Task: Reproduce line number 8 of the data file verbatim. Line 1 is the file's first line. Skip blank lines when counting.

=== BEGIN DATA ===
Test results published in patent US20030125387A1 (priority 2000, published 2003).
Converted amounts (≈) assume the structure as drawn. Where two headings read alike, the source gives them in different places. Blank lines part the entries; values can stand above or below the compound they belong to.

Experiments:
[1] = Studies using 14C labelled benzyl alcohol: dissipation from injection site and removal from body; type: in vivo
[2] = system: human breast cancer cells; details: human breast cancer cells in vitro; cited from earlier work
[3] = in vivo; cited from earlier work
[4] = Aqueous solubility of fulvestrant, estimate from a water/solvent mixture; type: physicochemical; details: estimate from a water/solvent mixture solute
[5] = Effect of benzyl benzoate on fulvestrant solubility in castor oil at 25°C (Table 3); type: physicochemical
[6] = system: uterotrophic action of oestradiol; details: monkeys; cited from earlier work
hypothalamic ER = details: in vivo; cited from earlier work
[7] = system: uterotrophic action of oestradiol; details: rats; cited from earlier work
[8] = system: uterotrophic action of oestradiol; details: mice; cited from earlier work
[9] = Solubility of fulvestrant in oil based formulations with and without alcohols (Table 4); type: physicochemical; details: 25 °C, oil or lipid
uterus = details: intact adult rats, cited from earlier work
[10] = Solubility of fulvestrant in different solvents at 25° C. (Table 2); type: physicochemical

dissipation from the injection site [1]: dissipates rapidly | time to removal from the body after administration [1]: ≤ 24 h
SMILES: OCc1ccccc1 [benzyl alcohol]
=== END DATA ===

[5] = Effect of benzyl benzoate on fulvestrant solubility in castor oil at 25°C (Table 3); type: physicochemical